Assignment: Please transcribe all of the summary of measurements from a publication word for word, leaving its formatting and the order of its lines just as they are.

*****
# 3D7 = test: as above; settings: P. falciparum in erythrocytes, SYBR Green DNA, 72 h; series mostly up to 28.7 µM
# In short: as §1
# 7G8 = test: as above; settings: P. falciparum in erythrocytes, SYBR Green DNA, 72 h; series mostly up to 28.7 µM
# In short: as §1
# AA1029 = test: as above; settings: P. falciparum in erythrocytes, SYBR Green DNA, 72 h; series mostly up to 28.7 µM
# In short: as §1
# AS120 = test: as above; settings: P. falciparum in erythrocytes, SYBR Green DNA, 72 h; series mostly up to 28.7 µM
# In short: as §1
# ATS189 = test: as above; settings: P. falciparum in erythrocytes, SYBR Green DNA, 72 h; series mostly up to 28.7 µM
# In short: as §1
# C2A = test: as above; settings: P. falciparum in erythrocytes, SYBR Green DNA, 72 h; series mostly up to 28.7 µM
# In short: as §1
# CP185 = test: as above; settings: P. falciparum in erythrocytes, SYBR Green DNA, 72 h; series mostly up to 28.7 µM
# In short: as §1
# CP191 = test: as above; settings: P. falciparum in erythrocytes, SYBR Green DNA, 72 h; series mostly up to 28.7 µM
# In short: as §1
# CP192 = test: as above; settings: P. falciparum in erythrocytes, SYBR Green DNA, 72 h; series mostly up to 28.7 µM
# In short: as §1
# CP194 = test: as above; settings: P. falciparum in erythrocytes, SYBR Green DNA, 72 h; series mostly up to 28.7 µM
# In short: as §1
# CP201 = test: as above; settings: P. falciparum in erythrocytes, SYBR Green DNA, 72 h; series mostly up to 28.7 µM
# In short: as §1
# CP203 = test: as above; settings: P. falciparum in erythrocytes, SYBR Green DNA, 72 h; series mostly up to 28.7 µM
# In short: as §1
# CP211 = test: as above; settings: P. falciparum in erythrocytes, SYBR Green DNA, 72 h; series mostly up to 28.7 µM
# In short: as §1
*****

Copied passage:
# 3D7 = test: as above; settings: P. falciparum in erythrocytes, SYBR Green DNA, 72 h; series mostly up to 28.7 µM
# In short: as §1
# 7G8 = test: as above; settings: P. falciparum in erythrocytes, SYBR Green DNA, 72 h; series mostly up to 28.7 µM
# In short: as §1
# AA1029 = test: as above; settings: P. falciparum in erythrocytes, SYBR Green DNA, 72 h; series mostly up to 28.7 µM
# In short: as §1
# AS120 = test: as above; settings: P. falciparum in erythrocytes, SYBR Green DNA, 72 h; series mostly up to 28.7 µM
# In short: as §1
# ATS189 = test: as above; settings: P. falciparum in erythrocytes, SYBR Green DNA, 72 h; series mostly up to 28.7 µM
# In short: as §1
# C2A = test: as above; settings: P. falciparum in erythrocytes, SYBR Green DNA, 72 h; series mostly up to 28.7 µM
# In short: as §1
# CP185 = test: as above; settings: P. falciparum in erythrocytes, SYBR Green DNA, 72 h; series mostly up to 28.7 µM
# In short: as §1
# CP191 = test: as above; settings: P. falciparum in erythrocytes, SYBR Green DNA, 72 h; series mostly up to 28.7 µM
# In short: as §1
# CP192 = test: as above; settings: P. falciparum in erythrocytes, SYBR Green DNA, 72 h; series mostly up to 28.7 µM
# In short: as §1
# CP194 = test: as above; settings: P. falciparum in erythrocytes, SYBR Green DNA, 72 h; series mostly up to 28.7 µM
# In short: as §1
# CP201 = test: as above; settings: P. falciparum in erythrocytes, SYBR Green DNA, 72 h; series mostly up to 28.7 µM
# In short: as §1
# CP203 = test: as above; settings: P. falciparum in erythrocytes, SYBR Green DNA, 72 h; series mostly up to 28.7 µM
# In short: as §1
# CP211 = test: as above; settings: P. falciparum in erythrocytes, SYBR Green DNA, 72 h; series mostly up to 28.7 µM
# In short: as §1